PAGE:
While the library has been shut down, we have made some updates and changes. Our Facilities Director, Rich Kehoe, has handled many tasks during our absence. In addition to continued interface with the building management, he has overseen:

  • Repainting of some of the walls with an accent color added around the front desk.
  • Professional cleaning of the carpets.
  • Installation of plastic screens around the front desk.
  • Professional cleaning of all touch surfaces before we reopen, in accordance with CDC guidelines.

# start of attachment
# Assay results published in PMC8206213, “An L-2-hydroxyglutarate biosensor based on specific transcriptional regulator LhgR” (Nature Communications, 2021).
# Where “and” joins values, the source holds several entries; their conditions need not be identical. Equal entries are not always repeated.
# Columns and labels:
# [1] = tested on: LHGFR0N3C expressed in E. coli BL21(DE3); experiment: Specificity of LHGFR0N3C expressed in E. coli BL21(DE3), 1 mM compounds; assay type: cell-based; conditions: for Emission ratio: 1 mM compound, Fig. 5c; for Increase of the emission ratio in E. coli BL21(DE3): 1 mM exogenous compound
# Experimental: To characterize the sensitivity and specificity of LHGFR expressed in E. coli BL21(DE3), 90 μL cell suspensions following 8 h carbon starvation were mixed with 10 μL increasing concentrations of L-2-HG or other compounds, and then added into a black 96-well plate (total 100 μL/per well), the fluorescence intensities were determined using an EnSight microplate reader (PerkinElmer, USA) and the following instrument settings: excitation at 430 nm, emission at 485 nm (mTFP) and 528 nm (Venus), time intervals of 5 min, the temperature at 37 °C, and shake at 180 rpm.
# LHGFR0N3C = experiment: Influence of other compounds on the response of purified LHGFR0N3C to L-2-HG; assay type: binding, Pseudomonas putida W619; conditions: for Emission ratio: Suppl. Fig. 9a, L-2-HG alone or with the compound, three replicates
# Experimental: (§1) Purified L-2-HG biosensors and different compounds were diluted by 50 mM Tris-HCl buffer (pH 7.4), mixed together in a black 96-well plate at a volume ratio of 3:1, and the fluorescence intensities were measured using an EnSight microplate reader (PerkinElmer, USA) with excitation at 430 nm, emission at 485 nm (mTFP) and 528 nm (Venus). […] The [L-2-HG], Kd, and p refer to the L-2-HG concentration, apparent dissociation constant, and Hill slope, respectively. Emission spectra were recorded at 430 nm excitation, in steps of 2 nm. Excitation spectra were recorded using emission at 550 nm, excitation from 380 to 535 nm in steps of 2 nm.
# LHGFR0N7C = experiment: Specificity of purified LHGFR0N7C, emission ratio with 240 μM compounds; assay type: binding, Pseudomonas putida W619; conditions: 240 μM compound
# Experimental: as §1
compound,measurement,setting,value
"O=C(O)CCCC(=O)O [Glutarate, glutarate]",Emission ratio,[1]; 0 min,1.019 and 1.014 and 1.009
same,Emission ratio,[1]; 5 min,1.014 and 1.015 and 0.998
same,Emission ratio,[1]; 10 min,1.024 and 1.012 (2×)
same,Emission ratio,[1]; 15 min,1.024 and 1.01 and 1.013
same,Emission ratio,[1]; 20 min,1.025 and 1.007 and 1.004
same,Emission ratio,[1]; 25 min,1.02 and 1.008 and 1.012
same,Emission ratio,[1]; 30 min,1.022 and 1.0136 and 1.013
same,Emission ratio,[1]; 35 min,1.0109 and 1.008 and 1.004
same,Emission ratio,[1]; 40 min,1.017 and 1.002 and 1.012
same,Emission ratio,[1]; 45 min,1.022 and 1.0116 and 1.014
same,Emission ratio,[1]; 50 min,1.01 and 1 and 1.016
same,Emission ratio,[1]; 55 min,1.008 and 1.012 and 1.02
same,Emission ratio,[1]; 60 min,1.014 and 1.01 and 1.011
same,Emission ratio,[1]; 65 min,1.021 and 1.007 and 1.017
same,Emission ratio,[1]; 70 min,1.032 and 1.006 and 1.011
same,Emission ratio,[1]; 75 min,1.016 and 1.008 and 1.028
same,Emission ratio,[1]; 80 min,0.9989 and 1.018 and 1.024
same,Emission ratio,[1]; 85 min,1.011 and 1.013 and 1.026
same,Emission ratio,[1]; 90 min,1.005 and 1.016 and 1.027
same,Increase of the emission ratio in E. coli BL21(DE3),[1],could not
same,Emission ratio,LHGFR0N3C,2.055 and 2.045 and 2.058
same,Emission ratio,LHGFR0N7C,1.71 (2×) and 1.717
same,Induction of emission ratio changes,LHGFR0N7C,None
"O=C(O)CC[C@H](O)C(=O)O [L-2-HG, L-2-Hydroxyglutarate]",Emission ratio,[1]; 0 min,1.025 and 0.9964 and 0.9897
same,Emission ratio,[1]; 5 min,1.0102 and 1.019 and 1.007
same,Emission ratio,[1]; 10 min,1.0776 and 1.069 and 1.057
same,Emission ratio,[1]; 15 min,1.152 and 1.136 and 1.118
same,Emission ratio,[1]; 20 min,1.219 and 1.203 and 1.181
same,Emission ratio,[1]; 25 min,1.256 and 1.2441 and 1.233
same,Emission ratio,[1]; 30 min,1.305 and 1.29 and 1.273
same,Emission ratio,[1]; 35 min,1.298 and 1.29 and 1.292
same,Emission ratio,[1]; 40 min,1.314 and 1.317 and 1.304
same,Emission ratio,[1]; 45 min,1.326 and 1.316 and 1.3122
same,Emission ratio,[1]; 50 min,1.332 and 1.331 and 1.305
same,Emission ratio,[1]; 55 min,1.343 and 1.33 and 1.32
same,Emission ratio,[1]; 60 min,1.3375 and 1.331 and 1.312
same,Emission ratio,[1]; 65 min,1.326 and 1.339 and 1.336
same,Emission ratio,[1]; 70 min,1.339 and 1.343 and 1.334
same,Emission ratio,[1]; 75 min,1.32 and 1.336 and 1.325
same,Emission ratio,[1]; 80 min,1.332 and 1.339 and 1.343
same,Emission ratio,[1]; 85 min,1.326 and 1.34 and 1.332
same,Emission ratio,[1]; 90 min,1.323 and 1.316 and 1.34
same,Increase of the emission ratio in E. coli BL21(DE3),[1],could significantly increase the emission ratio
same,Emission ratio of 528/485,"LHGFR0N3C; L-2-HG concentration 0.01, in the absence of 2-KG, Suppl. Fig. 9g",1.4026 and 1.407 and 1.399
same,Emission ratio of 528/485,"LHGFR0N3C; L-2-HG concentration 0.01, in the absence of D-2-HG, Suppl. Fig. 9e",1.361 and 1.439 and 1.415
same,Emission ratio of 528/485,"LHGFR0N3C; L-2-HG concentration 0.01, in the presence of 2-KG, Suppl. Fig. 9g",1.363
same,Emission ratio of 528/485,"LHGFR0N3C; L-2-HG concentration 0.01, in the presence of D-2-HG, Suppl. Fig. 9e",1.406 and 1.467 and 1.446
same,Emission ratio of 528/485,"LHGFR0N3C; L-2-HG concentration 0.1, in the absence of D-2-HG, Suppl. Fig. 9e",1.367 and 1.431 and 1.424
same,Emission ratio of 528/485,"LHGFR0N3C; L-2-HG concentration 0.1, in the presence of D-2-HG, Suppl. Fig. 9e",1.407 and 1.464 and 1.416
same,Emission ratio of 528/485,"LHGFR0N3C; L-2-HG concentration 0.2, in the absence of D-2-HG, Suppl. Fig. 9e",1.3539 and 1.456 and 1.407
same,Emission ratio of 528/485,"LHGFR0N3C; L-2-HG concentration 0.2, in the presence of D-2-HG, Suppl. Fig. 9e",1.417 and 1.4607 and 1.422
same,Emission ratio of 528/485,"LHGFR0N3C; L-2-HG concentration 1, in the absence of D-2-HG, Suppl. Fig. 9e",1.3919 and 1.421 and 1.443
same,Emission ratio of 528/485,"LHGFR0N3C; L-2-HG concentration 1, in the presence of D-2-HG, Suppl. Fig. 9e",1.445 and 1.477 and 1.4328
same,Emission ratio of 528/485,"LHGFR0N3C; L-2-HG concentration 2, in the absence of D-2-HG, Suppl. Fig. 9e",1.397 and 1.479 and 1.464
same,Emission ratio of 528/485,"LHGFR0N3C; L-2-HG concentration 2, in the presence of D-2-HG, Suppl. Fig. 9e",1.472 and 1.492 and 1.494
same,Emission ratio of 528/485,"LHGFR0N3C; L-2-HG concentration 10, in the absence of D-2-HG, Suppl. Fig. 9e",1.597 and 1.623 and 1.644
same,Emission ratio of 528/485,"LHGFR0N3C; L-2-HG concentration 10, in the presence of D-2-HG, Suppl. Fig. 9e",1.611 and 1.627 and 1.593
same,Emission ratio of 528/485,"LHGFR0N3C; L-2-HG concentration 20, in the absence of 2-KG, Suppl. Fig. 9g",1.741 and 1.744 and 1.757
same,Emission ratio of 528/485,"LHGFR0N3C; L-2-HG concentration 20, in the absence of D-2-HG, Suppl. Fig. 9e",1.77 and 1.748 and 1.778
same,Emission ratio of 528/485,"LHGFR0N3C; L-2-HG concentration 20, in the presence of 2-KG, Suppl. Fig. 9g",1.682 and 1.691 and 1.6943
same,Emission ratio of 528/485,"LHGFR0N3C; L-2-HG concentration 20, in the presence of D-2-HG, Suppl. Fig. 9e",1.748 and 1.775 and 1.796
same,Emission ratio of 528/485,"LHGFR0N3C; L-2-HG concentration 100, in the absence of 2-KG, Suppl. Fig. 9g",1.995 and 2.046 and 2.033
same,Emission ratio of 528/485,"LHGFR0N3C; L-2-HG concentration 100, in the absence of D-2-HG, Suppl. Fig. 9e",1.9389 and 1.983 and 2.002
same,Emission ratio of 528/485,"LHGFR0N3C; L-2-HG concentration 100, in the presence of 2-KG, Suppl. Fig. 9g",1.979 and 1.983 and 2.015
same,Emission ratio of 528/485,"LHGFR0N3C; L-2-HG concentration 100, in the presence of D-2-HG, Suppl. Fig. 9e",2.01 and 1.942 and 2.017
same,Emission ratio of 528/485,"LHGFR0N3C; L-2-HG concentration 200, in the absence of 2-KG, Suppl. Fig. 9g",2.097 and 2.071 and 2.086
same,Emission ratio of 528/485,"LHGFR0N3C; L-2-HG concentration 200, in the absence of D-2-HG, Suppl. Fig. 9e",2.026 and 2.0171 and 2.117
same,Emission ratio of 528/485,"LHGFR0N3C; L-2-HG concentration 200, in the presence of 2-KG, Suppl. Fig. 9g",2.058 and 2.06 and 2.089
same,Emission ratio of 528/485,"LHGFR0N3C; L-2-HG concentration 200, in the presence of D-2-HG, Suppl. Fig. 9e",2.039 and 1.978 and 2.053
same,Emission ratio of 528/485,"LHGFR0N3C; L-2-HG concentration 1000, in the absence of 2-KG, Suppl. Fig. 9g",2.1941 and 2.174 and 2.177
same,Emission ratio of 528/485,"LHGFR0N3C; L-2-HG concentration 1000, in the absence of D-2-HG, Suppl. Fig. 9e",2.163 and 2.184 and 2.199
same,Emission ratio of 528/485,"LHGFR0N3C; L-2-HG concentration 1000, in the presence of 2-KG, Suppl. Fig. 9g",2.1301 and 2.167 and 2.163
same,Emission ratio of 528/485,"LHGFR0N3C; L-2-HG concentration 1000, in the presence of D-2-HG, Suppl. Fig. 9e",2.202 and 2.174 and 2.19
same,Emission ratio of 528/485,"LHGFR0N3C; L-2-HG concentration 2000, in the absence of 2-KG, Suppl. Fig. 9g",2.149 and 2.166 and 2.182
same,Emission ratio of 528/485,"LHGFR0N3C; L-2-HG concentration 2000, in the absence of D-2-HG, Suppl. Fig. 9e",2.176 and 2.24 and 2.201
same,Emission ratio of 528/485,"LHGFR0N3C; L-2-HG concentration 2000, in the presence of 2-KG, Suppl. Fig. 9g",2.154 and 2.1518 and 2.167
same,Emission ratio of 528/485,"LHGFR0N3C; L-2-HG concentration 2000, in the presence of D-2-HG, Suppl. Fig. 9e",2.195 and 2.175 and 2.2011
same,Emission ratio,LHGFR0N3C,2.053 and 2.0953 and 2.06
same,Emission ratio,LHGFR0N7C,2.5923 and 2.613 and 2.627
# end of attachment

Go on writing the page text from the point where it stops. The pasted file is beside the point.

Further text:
• Installation of a new copier which has the capability of writing output to a thumb-drive.

We are using a reservation system to control the number of people in the library in accordance with Alameda County guidelines. However, the reservations are also required by the building’s management for security purposes and as such will continue after the pandemic restrictions are lifted. The building has also placed a current restriction of no more than two people at a time per elevator compartment.

We know that some of our CGS members choose to not renew their membership in the past year due to our shutdown or other impacts of the pandemic on their life situation. If you are part of that group, we understand and look forward to welcoming you back if you wish to renew your membership.

If you have any questions about the library, please email [email protected]

Meet the new blog, (almost) same as the old blog (6/7/2021)